NOTWITHSTANDING a large number of bacteriologic
examinations conducted for the purpose of determining
the cause of influenza, it was not until 1892, after the
great epidemic, that there was found simultaneously by
Canon and Pfeiffer a bacterium which conformed, at least
in large part, to the requirements of specificity.
The observers mentioned found the same organism—
one in the blood of influenza patients, the other in the
purulent bronchial discharges.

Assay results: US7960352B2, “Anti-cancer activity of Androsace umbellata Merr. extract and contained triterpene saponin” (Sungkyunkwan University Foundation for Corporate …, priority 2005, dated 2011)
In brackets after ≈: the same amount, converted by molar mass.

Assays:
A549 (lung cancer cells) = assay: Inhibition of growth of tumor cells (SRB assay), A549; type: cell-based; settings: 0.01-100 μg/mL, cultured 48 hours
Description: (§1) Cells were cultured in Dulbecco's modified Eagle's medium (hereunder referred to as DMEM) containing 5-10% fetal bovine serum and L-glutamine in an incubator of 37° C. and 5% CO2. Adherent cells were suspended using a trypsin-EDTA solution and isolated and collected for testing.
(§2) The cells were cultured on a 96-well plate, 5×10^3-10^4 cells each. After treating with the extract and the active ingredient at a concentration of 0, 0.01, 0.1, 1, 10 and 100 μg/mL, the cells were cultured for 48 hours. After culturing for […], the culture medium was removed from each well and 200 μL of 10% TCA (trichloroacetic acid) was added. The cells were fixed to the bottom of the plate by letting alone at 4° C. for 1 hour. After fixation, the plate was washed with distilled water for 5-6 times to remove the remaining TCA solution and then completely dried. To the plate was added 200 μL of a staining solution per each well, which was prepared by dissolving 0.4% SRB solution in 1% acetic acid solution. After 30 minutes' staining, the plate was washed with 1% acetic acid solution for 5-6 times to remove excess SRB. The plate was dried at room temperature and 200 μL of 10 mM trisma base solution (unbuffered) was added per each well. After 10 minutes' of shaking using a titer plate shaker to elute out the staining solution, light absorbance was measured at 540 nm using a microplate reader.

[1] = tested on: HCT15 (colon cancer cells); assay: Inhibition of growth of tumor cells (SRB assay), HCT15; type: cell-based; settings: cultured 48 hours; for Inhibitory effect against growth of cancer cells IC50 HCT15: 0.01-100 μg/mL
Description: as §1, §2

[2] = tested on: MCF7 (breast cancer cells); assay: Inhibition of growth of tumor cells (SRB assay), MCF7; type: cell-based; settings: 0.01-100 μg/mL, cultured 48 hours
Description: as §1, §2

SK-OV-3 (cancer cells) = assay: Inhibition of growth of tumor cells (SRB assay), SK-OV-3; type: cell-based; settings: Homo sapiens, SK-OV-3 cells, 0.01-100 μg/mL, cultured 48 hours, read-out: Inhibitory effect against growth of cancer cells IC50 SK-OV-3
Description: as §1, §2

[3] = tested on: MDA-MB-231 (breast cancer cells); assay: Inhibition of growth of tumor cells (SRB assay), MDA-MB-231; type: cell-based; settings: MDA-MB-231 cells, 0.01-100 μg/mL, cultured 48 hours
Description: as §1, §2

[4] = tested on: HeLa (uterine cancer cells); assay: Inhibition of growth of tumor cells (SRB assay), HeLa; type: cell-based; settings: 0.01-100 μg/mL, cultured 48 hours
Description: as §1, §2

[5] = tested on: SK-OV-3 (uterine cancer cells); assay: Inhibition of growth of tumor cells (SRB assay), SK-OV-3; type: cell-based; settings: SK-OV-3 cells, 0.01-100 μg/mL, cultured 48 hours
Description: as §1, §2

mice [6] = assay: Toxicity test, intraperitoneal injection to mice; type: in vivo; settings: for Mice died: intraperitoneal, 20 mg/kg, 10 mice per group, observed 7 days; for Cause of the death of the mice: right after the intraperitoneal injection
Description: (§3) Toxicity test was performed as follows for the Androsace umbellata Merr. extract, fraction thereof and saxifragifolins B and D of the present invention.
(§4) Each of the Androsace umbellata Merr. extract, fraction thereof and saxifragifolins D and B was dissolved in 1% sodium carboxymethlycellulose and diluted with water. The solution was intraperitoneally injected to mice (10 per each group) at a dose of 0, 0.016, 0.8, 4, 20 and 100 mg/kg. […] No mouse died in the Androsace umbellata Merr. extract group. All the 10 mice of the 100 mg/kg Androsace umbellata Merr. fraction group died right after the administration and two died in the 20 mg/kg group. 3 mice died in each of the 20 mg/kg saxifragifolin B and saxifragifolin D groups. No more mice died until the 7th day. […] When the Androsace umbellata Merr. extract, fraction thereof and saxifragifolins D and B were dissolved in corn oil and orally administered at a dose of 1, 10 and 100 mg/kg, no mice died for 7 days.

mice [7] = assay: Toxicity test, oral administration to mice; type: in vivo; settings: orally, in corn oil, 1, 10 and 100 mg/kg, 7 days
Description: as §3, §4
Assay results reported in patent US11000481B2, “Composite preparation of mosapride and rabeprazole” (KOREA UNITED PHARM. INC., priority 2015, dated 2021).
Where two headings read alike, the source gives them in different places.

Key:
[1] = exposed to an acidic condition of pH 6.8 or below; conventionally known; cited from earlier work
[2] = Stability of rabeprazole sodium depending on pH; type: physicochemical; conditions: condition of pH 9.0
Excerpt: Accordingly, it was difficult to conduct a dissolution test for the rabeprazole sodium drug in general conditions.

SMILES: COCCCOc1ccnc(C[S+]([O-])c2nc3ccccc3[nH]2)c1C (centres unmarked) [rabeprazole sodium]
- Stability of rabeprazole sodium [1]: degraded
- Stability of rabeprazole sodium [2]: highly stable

The specific organisms (Fig. 125) are bacilli, very small
in size, having about the same diameter as the bacillus
FIG. 125.—Bacillus influenzse, from a gelatin culture; x 1000 (Itzerott and
of mouse-septicemia, but only about half as long (0.2 by
0.5 fjL). They are usually solitary, but may be united in
chains of three or four elements. They stain rather